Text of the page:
If you're a fan of Asian desserts, you're probably familiar with black-sesame-flavored sweets. And perhaps occasionally while nibbling on a slice of black sesame cake, you've wondered just how the bakery got such a deep toasty flavor and inky color into its cake. It was always a mystery to us, until we discovered the secret ingredient.
Black sesame paste is a thick, tar-black puree of pure roasted black sesame seeds. Sold in jars at Asian grocery stores, it is powerful stuff; just a few tablespoons can transform regular vanilla cake batter into a dark gray, deeply flavored black sesame cake. We've used it to make cupcakes, shortbread cookies and ice cream, always with much better results than using crushed black sesame seeds alone. In Asia it is mixed with sugar or honey and used as a spread for toast, or stirred into soy milk for a tasty drink.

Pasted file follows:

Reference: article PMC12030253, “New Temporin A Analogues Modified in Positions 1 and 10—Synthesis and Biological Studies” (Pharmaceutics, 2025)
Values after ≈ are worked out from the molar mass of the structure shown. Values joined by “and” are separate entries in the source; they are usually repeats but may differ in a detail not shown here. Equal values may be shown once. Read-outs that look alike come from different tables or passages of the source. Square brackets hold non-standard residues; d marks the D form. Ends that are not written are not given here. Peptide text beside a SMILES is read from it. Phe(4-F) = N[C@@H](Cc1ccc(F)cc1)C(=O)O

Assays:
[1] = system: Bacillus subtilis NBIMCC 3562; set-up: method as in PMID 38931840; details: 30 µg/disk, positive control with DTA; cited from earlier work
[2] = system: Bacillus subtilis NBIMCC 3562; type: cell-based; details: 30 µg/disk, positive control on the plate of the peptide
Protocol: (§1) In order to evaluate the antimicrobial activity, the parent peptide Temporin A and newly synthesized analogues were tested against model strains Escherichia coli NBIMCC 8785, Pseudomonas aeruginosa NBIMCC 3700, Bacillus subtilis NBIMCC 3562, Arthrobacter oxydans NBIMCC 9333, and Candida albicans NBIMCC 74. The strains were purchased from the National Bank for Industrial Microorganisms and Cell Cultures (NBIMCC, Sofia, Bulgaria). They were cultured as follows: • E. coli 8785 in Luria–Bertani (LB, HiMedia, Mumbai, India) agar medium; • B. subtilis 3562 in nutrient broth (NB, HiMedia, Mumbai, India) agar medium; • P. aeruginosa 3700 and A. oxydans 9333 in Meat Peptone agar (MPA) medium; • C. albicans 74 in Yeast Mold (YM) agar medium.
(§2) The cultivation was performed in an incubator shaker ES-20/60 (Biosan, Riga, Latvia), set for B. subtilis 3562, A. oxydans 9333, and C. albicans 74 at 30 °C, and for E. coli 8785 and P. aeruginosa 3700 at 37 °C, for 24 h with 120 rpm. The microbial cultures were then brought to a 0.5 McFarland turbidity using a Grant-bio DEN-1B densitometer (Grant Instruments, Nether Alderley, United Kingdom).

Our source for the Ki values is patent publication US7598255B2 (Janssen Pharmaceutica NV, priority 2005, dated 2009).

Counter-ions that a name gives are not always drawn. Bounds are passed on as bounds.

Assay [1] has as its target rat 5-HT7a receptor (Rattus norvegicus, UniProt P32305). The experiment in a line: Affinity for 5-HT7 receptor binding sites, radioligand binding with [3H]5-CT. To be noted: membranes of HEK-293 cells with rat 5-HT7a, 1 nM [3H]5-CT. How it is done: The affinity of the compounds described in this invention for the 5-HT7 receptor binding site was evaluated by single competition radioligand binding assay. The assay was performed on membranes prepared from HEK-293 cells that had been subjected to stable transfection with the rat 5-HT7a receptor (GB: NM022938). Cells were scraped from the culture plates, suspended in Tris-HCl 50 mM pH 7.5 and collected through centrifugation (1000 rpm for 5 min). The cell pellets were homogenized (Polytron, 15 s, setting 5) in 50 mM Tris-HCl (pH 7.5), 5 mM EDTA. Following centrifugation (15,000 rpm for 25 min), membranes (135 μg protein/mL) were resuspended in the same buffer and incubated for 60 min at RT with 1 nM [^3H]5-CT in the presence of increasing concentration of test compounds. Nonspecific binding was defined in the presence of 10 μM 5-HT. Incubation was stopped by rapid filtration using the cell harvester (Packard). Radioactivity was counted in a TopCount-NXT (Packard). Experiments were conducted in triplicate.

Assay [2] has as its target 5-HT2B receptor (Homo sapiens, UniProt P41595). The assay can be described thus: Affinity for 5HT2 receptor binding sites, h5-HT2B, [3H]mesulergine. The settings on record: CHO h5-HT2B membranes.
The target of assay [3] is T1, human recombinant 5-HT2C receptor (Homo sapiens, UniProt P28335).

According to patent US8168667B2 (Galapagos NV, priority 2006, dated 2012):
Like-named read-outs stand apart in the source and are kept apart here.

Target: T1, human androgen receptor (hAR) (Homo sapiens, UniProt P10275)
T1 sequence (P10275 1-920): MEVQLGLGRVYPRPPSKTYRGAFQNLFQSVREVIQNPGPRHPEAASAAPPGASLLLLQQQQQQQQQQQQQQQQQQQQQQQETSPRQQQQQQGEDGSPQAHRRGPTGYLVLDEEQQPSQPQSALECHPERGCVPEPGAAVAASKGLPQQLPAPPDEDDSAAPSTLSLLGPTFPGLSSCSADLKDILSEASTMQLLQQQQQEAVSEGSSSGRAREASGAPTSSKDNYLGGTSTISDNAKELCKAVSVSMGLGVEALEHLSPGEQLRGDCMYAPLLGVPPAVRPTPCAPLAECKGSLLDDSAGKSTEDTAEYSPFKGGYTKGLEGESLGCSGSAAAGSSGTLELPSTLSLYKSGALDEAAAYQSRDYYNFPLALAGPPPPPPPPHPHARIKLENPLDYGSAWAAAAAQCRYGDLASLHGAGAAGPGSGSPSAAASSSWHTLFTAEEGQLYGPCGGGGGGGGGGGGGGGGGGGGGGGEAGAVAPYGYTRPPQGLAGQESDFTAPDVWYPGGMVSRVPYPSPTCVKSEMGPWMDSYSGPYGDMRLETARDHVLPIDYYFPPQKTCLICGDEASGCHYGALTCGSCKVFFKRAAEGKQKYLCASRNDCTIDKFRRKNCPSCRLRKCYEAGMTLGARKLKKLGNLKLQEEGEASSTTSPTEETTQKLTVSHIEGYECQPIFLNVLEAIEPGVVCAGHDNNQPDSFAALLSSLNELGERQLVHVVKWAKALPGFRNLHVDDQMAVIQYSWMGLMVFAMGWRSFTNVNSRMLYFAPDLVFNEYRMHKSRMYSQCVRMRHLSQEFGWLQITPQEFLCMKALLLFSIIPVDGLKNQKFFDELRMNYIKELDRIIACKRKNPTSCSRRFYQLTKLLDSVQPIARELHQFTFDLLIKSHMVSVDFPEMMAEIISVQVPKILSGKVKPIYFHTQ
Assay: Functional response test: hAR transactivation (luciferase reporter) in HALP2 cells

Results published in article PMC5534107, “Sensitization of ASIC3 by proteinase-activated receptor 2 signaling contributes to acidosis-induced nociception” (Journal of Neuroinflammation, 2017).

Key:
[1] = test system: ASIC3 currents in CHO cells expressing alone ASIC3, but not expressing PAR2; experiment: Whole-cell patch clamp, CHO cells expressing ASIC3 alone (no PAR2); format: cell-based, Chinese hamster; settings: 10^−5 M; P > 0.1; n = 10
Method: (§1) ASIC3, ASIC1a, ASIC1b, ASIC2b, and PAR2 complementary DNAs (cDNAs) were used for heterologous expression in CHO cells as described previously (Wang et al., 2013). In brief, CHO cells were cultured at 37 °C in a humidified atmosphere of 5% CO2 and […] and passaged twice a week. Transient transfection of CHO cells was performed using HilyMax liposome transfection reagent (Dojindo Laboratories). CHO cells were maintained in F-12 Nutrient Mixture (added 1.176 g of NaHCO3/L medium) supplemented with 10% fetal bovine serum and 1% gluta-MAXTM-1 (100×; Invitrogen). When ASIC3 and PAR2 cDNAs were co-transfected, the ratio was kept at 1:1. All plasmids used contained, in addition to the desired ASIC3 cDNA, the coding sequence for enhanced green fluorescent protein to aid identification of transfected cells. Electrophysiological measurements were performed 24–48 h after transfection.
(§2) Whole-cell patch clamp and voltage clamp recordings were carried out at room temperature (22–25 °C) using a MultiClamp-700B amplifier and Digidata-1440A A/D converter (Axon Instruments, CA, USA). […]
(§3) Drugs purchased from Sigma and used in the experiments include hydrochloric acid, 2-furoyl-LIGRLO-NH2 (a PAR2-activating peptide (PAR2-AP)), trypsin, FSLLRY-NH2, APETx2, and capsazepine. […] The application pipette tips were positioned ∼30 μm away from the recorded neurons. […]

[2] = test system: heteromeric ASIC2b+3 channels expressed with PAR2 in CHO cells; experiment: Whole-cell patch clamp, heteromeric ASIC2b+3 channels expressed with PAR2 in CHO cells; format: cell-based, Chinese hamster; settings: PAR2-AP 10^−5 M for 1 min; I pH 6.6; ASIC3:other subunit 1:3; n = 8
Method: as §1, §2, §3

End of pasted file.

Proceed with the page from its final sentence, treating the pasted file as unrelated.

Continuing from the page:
Because the seeds have such a high oil content, the paste should be stored in the refrigerator once opened. If you are wondering about the difference between Asian black sesame paste and black tahini, it is that these sesame seeds are roasted before they are ground, which gives the paste a toastier, richer flavor.
We've had the best luck finding black sesame paste at Japanese markets, although we've also seen it at Chinese markets. Have you ever used this ingredient?
Related: Recipe: Sesame Roasted Snap Peas
(Image: Anjali Prasertong)